Second, India suffers from a unique problem of having some of the best quaternary and tertiary care in the world along with a system of primary care that is in shambles. For instance, according to rural health statistics, in 2015 there was a shortfall of 22 percent and 32 percent in Public Health Centres (PHCs) and Community Health Centres (CHCs) respectively. In the existing PHCs and CHCs, there is an added shortfall of doctors and health workers. Further, Abhijit Banerjee and Esther Duflo show that as the existing PFCs and CHCs are “closed more than half the times”, people prefer visiting private doctors. Their surveys show that around 75 percent of primary care is provided by private practitioners.
The problems arise due to a lack of accountability of public services providers and there is no easy way to solve it. So, instead of incurring higher expenditure on improving public services in primary care, the government should divert resources towards improving the quality of private provisioning of such services, which is already high in proportion. Since years of attempting to avoid government failures have paid no dividends, the best the government can do is to reduce market failures.
The first step could be towards provision of training courses for the multitude of unqualified private doctors that provide primary care throughout the country and making such certification mandatory. Secondly, private practitioners should be incentivised to provide services in rural areas by complementing their wages on a capitation basis along with tax incentives and rebates. These measures are urgently required since a better provisioning of healthcare services at the primary level can also reduce the dependence on secondary and tertiary level through early detection of diseases.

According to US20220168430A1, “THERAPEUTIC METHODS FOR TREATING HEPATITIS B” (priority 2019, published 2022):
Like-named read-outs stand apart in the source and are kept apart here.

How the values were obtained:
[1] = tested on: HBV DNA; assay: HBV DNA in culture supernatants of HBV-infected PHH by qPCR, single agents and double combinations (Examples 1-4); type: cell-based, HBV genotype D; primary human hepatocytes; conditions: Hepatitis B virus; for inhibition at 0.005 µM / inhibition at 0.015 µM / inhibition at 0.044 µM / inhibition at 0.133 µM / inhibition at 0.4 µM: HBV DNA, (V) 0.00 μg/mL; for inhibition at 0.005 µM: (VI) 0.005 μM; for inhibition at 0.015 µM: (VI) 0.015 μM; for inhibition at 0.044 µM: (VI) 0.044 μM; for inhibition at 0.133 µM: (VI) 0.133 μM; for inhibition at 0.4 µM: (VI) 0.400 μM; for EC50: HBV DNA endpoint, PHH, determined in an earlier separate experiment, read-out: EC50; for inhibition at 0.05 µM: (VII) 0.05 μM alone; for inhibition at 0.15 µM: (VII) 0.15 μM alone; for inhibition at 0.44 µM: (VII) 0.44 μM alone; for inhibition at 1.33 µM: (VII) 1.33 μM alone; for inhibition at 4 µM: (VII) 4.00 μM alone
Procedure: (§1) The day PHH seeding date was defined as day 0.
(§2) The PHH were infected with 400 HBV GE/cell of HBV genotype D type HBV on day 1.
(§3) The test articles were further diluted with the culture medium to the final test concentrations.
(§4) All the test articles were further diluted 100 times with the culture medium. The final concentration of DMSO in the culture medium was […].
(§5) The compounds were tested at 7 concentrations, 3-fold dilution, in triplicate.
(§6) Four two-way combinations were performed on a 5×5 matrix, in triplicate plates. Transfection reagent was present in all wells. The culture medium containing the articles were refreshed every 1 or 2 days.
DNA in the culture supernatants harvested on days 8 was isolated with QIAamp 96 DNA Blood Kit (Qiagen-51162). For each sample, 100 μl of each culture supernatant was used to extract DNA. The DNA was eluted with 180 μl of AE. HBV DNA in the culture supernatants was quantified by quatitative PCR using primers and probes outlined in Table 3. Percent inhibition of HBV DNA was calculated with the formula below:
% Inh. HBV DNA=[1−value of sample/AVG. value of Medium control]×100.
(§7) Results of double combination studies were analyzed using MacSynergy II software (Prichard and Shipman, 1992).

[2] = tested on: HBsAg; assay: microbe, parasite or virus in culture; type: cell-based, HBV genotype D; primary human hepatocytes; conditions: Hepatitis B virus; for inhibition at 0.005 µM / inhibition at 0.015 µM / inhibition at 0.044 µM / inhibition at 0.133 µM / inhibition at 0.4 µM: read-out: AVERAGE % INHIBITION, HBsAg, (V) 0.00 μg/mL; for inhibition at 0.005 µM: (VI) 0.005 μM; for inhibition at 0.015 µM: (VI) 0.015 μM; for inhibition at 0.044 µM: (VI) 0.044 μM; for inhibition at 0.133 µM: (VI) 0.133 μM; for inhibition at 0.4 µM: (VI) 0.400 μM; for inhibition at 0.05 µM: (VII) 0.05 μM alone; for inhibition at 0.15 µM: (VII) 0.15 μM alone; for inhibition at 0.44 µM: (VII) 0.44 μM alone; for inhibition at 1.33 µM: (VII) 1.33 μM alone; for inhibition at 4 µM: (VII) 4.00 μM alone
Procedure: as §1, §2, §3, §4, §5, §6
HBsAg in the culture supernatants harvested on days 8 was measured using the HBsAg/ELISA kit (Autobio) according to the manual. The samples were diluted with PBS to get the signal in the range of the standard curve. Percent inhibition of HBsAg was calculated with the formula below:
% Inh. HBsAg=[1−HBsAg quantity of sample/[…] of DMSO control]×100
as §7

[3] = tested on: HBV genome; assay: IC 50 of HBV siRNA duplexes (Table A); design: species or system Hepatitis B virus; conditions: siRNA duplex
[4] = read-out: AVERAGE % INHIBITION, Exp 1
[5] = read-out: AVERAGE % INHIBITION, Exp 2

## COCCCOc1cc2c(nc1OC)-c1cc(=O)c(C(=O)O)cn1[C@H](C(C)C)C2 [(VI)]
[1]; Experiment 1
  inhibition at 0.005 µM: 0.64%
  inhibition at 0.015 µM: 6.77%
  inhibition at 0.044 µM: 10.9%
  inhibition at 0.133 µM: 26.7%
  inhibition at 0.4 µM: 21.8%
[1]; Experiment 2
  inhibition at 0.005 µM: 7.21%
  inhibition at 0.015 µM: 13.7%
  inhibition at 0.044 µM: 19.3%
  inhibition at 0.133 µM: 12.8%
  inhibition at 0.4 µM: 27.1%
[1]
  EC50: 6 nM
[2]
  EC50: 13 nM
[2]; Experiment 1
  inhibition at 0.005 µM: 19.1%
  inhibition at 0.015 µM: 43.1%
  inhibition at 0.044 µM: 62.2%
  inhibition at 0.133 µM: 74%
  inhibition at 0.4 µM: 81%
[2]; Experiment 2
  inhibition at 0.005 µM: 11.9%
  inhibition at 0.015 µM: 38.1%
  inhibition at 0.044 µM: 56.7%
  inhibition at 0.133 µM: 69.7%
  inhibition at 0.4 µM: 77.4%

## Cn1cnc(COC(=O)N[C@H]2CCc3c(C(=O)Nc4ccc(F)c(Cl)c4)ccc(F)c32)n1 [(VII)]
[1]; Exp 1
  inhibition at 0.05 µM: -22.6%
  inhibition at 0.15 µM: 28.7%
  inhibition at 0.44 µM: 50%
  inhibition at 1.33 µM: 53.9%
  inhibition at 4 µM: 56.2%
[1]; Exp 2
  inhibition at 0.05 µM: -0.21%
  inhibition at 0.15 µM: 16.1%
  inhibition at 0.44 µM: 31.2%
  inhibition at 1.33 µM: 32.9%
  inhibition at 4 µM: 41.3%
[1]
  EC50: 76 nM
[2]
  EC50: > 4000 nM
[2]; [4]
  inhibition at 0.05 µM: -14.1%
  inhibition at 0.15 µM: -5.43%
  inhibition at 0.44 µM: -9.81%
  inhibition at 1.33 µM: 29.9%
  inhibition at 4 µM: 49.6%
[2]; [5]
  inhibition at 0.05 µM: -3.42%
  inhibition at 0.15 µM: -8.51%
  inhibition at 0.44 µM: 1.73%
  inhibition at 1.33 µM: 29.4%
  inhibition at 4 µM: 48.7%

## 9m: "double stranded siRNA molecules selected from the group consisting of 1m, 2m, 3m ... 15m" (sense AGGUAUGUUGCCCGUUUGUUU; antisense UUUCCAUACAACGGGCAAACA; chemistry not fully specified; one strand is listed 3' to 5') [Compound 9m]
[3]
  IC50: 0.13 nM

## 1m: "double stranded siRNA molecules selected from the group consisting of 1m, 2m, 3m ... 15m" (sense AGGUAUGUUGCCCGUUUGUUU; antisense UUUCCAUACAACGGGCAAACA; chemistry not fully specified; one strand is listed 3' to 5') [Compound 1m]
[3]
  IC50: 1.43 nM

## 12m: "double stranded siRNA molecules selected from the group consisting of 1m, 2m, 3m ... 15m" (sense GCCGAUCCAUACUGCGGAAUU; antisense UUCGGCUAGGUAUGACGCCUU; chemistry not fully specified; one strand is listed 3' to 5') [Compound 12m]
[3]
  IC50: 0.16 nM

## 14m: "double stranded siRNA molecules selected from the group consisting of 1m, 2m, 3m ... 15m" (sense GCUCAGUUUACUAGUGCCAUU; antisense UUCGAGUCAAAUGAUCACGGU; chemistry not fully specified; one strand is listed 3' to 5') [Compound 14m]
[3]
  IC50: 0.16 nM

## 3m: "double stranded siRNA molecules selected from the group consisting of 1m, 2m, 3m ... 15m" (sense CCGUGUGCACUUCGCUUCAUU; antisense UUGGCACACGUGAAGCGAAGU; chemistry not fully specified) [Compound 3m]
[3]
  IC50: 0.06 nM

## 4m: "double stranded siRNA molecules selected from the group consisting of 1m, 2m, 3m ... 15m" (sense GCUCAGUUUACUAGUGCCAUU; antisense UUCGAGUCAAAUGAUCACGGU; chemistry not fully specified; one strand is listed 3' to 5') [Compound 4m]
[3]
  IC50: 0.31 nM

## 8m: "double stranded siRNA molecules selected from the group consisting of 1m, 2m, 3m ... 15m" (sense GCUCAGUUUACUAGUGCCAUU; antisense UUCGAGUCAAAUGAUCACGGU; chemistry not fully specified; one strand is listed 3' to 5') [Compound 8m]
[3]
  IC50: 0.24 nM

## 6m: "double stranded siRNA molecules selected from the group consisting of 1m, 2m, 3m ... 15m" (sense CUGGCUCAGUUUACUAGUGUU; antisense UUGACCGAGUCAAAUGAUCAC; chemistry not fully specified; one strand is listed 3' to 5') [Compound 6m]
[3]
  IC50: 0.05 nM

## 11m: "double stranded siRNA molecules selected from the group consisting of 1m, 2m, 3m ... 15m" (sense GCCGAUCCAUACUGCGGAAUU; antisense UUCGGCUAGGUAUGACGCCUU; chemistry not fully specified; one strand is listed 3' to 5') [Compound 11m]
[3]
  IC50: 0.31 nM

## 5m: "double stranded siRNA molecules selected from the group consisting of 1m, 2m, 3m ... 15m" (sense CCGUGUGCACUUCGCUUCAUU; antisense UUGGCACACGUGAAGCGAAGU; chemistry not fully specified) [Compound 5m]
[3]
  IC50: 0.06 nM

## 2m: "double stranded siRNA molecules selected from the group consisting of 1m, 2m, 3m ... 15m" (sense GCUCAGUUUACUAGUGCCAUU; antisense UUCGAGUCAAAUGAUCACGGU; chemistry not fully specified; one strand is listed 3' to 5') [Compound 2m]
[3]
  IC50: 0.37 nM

Finally, it is to be noted that health is a state subject. Moreover, since the recommendations of the Fourteenth Finance Commission have been implemented, states have been getting a higher share of central taxes. So, the States are more empowered than the Centre to act on the subject of healthcare. However, the Centre can encourage competition among states by linking the funds allocated towards healthcare with incremental health performances of the states. The benefits from such a move are two-sided. Encouraging competition on health outcomes will tackle the issue of quality that is the Achilles heel of Indian healthcare system. Secondly, states are better informed about the health situation in their locale and the specific areas that need redressal. Therefore, putting the onus of healthcare on the states will bring about faster improvement in the country’s health performance.
Even though India is in dire need of higher investment in healthcare, there is also a need of better targeting of funds. As discussed, higher policy focus towards provision of public health services, incentivising quality private provisioning of primary healthcare, and more involvement of states in improving healthcare services is the need of the hour. The upcoming Budget can easily address these issues and have a wider impact on healthcare outcomes of the country than any populist scheme. These measures can also be taken without adding significantly to the fiscal deficit, which will be tight this year, considering the budgetary allocations the government has to make to prop up the economy that is expected to grow slowly in the near future. Hopefully, the Budget will move beyond considering healthcare as a short-term cost rather than a long-term investment in the country’s human capital.
The article was published in First Post on January 27, 2017. To read more